Ovarian cancer is an abnormal and uncontrolled growth of cells in the ovaries or related areas of the fallopian tubes and the peritoneum.
Cancerous ovarian cyst or early-stage ovarian cancer (stages I to II) rarely causes any symptoms. Advanced-stage ovarian cancer (stages III to IV) may cause a few nonspecific symptoms.
Symptoms of ovarian cancer can develop at any stage of the condition and may include:
- Pelvic or abdominal pain or cramping
- Feeling full quickly after starting to eat or lack of appetite
- Indigestion/upset stomach
- Passing urine more often or urgently than normal
- Unexplained exhaustion
- Bloating and/or constipation
- Excessive flatulence
- Increase abdominal girth or abdominal swelling
- Unexplained pain while having sex
- Menstrual changes (heavier than normal or irregular bleeding)
- Weight loss
- Difficulty breathing
What causes ovarian cancer?
The specific cause of ovarian cancer is still unclear, though doctors have identified factors that can increase the risk of the disease, such as:
- Older age: It is most common in women who are 50 to 60 years, though it can occur at any age.
- Inherited gene mutations: A small percentage of ovarian cancers are caused by genetic mutations inherited from the parents. The genes known to increase the risk of ovarian cancer are called breast cancer gene 1 and breast cancer gene 2. These genes also increase the risk of breast cancer.
- Other gene mutations: Other gene mutations that can cause ovarian cancer include those associated with Lynch syndrome (a hereditary disorder).
- Family history of ovarian cancer: People with two or more close relatives with ovarian cancer have an increased risk of the disease.
- Reproductive history: Women who have not had children, who have had assisted reproduction, or who have had children after the age of 35 years may be slightly more at risk.
- Lifestyle factors: Some types of ovarian cancer have been linked to smoking or being overweight.
- Estrogen hormone replacement therapy: It can be a cause of ovarian cancer, especially with long-term use and in large doses.
- Age when menstruation started (menarche) and ended (menopause): Beginning menstruation at an early age or starting menopause at a later age, or both, may increase the risk of ovarian cancer.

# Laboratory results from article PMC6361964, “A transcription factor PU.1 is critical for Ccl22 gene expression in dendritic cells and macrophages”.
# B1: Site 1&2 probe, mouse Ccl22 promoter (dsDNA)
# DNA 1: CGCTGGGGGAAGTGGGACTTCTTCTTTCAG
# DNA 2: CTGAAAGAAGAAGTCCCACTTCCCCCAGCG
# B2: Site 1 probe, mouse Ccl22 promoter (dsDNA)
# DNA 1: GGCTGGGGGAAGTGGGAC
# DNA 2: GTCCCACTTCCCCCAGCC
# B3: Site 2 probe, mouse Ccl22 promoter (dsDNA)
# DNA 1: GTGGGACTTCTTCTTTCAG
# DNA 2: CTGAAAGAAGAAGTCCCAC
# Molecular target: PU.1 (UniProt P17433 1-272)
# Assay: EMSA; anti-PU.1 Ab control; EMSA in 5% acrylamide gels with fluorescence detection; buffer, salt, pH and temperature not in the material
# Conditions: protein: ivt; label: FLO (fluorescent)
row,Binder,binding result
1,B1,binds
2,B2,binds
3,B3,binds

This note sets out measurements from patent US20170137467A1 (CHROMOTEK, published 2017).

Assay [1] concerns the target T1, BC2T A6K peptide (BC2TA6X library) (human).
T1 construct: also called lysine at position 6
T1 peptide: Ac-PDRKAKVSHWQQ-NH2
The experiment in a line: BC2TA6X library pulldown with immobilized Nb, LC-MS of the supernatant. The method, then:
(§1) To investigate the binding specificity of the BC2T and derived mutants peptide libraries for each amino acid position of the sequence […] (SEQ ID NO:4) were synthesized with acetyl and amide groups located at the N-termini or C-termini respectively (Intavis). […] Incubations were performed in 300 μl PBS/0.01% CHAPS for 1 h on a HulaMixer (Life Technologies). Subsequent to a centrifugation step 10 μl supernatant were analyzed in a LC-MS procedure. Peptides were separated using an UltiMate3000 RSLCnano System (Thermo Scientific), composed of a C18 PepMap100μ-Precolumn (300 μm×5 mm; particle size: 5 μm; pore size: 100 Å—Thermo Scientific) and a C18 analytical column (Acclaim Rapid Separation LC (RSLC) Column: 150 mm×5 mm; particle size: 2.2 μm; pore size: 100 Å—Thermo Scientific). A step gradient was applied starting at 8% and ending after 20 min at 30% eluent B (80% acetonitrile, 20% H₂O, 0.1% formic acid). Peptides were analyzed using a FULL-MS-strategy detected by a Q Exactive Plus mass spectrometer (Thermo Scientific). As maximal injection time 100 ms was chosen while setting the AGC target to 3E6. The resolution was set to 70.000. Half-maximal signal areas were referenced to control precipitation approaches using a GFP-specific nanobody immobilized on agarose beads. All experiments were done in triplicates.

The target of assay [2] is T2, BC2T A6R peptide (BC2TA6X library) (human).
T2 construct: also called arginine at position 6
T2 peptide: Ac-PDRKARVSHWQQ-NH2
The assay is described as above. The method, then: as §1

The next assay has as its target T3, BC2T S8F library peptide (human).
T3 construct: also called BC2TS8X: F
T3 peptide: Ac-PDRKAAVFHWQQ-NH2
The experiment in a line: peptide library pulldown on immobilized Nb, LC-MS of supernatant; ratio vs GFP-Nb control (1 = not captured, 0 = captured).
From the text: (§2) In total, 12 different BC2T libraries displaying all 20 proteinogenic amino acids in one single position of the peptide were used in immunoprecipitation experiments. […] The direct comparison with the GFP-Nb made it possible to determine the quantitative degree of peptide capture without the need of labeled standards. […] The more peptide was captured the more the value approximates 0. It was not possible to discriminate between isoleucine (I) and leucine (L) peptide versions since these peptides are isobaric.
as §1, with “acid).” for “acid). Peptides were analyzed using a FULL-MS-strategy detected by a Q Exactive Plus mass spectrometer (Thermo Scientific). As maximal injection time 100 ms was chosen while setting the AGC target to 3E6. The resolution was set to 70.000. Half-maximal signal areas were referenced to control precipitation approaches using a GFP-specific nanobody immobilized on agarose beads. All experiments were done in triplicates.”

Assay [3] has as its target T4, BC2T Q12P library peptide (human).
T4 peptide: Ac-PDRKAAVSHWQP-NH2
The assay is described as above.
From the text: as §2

- Endometriosis: A condition caused by tissue from the lining of the uterus growing outside the uterus.
- Nullipara women: The risk of ovarian cancer is higher in women who have never been pregnant.
3 types of ovarian cancer
- Epithelial: The most common type of ovarian cancer (90 percent of cases)
- Clear cell
- Stromal cell: A rare type (8 percent or less)
- Germ cell: A rare type of ovarian cancer (approximately 4 percent of cases)
How is ovarian cancer treated?
The treatment of ovarian cancer usually involves a combination of surgery and chemotherapy.
Other treatments may be used, such as:
- Unilateral or bilateral salpingo-oophorectomy (surgical removal of one or both ovaries): Surgery may involve removing the affected ovary (either one or both) and the corresponding fallopian tube. It is usually done when cancer has not spread to other parts of the body.
- Total hysterectomy and bilateral salpingo-oophorectomy (surgical removal of ovaries along with the uterus): In some cases, where cancer is more extensive or when the preservation of the ability to have children is not an issue, the surgeon will remove the ovaries, the fallopian tubes, the uterus, nearby lymph nodes, and omentum (a fold of fatty abdominal tissue).
- Chemotherapy: A drug treatment that uses chemicals injected into a vein or taken by mouth to kill fast-growing cancerous cells in the body. In some instances, it can also be used before surgery.